R+K vs B+K endgame

ccohho
How to win?
Sqod

As I understand it from "Pandolfini's Endgame Course," it's a draw if the defending king can get into the corner with his bishop next to him at N1. However, if the defending king is unfortunate enough to get into the wrong corner where his king cannot be shielded with his bishop at N1, but rather at B1, then by the superior side losing a tempo at the right moment by a rook shift along the back rank aimed toward the defending king, the defending king must step into the corner (R1) due to Zugzwang, whereupon mate follows on the next move with RxB (at B1) #. There are  also further nuances where the rook prevents the bishop from finding a safe spot to hide, before that ending position occurs.

ccohho
Thanks!
Sqod

You're welcome. I'm surprised nobody else volunteered any more comments. Below is one page of several on this topic in Pandolfini's book.

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(p. 59)
ENDGAME 36

W: Kb6, Rb2 B: Kb8, Bf7
White moves and wins

Pin and Win

 

 

 

 

 

 


1k6/5b2/1K6/8/8/8/1R6/8 w - -

Black's Bishop controls the corner square closest to his King
(a8), therefore it's the wrong Bishop. To engineer a draw, the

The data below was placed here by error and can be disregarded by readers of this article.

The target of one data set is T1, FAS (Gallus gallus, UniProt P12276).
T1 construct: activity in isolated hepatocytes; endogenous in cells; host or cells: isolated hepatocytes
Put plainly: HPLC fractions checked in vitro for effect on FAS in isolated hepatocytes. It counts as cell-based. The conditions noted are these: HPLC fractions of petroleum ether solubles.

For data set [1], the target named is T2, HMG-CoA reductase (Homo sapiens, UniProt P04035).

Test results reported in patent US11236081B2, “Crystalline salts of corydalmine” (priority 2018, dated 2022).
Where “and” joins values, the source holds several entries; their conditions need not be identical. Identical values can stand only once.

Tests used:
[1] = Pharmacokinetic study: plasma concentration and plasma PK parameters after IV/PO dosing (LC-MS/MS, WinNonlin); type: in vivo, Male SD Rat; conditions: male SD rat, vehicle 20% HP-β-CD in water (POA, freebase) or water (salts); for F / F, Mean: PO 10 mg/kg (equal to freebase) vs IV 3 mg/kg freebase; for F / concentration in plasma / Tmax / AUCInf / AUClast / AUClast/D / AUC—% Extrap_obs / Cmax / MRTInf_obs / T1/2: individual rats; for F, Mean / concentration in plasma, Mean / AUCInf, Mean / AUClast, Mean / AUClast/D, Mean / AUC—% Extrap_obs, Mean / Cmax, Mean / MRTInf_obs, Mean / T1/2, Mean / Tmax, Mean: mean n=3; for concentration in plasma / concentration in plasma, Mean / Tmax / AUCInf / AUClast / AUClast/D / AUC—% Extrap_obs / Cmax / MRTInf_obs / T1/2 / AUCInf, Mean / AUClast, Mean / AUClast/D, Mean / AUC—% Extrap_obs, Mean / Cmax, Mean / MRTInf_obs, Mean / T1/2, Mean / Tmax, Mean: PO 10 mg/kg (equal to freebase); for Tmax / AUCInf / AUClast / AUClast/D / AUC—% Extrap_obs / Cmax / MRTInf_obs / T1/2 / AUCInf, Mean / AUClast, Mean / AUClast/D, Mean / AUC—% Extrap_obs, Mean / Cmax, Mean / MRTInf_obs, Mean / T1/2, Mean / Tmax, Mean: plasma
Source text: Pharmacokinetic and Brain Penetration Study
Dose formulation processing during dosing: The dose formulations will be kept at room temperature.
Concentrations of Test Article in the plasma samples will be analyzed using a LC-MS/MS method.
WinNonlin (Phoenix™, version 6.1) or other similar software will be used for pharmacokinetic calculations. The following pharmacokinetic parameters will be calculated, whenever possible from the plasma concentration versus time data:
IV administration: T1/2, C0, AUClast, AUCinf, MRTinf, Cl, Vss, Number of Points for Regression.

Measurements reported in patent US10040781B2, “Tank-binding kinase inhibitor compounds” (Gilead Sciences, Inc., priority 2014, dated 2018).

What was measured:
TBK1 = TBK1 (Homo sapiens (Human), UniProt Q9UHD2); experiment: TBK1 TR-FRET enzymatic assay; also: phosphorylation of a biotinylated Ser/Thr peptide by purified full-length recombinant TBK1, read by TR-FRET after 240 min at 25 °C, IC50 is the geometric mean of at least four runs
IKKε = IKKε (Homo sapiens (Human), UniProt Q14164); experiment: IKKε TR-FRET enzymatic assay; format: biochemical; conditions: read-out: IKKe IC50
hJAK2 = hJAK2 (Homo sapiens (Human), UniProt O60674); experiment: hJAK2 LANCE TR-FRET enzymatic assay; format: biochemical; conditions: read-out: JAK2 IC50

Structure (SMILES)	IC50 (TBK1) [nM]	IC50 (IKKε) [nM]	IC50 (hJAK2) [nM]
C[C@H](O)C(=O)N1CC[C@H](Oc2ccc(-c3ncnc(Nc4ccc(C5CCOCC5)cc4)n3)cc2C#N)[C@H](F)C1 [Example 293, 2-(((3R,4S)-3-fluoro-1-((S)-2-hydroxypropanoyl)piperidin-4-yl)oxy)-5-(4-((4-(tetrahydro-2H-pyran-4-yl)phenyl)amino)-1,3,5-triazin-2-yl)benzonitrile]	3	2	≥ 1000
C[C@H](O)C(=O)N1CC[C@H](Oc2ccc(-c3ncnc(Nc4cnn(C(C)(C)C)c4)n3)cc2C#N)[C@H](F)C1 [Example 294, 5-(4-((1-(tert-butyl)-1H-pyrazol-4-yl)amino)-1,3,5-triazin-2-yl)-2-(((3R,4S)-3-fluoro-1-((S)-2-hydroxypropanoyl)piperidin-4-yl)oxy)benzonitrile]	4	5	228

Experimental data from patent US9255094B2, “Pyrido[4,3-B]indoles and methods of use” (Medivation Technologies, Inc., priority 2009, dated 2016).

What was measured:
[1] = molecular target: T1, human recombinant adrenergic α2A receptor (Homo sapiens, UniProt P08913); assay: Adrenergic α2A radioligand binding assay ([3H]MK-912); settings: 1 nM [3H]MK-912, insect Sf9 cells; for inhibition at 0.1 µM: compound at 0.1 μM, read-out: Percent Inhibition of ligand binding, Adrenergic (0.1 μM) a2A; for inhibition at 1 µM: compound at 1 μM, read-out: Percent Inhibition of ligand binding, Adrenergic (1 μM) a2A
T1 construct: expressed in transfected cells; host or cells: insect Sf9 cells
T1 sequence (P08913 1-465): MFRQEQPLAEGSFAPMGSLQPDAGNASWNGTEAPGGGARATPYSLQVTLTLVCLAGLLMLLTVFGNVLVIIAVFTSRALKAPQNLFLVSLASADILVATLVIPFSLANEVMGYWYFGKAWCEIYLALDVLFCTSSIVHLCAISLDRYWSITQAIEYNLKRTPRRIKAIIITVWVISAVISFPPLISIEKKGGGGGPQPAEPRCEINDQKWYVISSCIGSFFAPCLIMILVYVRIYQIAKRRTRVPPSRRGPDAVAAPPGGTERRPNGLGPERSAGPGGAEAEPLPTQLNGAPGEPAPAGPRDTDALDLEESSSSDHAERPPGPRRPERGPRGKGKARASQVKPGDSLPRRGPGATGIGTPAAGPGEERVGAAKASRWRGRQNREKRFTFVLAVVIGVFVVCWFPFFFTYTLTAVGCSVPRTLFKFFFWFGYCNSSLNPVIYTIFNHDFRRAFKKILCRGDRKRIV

Bishop must be able to occupy the square next to the corner
(here, b8). The actual corner square (a8) is reserved for Black's
King. If White's Rook attacks along the back row, Black's light-
square Bishop won't be a reliable shield for his King. The White
Rook conquers by starting with double attack, threatening the
Bishop and mate. After the x-ray assault 1. Rf2, White stam-
pedes the Bishop and the back-rank square immediately be-
hind (f8). When the Rook reaches the last row, a delaying move
forces mate.


1. Rf2 Be6
2. Rf8+ Bc8
3. Rh8 Ka8
4. Rxc8 mate
      (1-0)

Pandolfini, Bruce. 1988. Pandolfini's Endgame Course. New York, New York: Simon & Schuster.

Bayuasmara77

ccohho wrote:

How to win?

ccohho wrote: How to win?
MickinMD

Thanks much. It's been about 40 years since I seriously studied Reuben Fine's book. I can still do the N & B mate, but had forgotten this one.

Sqod

You're welcome. For contrast, below is what happens if the defending player has his king in the *correct* corner: stalemate!

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(p. 58)
ENDGAME 35

W: Kh1, Bh8 B: Kg3, Re7
White moves and draws

The Right-Corner Mate

 

 

 

 

 

 

7B/4r3/8/8/8/6k1/8/7K w - -

Black threatens mate at e1 and a Bishop-King fork at h7--a
double attack. If White had a light-square Bishop, his cause
would be hopeless. But White has the dark-square Bishop, the
right Bishop for the corner his King already occupies. To draw,
the Bishop must move on squares of different color from the
King's corner. Then it can block the Rook's check on a square
contiguous to the King's. After 1. Bd4 Re1+ 2. Bg1, Black has
no way to progress, and carefully must keep White from a
looming stalemate. In the final position, if everything were
moved on square to the left, Black would force mate by
making a tempo Rook move along the back rank. Such a move
would force White's King to the corner and the Bishop (then at
f1) would hang.


1. Bd4 Re1+
2. Bg1 Rd1
      Stalemate

Pandolfini, Bruce. 1988. Pandolfini's Endgame Course. New York, New York: Simon & Schuster.